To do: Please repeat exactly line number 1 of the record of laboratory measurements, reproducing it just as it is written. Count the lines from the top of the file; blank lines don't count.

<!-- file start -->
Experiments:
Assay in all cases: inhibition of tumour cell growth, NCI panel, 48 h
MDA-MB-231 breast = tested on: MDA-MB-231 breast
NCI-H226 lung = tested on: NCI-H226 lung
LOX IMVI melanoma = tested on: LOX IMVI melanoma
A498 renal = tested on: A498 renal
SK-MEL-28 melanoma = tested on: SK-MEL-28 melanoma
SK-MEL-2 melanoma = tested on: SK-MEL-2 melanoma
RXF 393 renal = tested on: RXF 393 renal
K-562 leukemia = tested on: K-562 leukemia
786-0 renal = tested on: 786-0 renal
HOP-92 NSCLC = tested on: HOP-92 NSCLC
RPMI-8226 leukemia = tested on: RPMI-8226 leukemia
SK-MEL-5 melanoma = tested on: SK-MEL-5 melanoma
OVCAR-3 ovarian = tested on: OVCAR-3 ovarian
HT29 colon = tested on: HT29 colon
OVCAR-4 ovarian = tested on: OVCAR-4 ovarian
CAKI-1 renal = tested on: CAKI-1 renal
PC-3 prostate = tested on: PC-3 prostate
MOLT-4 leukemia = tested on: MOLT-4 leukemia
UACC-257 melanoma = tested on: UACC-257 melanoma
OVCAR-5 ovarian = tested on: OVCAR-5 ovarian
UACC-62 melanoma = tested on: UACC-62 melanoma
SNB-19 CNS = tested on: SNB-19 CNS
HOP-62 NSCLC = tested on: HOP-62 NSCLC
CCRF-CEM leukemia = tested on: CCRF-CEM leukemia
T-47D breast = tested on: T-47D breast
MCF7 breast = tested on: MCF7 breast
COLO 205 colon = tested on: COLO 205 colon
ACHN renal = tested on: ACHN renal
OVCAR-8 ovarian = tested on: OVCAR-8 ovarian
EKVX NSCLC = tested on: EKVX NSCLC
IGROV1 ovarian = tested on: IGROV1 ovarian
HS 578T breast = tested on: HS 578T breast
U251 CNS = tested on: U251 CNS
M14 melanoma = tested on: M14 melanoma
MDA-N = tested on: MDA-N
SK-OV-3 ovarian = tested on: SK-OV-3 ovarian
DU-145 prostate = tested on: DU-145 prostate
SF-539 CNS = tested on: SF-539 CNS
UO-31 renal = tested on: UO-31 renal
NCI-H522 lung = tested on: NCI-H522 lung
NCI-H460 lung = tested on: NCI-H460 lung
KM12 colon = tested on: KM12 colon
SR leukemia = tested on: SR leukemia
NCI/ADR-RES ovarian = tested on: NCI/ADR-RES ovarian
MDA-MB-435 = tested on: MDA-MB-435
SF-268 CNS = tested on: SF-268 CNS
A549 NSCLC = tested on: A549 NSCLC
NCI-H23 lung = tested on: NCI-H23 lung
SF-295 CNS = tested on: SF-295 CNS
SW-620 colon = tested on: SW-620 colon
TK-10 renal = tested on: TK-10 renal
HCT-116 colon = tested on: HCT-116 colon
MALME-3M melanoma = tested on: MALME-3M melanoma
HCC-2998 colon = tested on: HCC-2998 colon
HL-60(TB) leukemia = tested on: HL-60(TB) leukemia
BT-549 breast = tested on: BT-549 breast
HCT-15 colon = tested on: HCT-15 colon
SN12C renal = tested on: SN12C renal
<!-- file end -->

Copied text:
Experiments: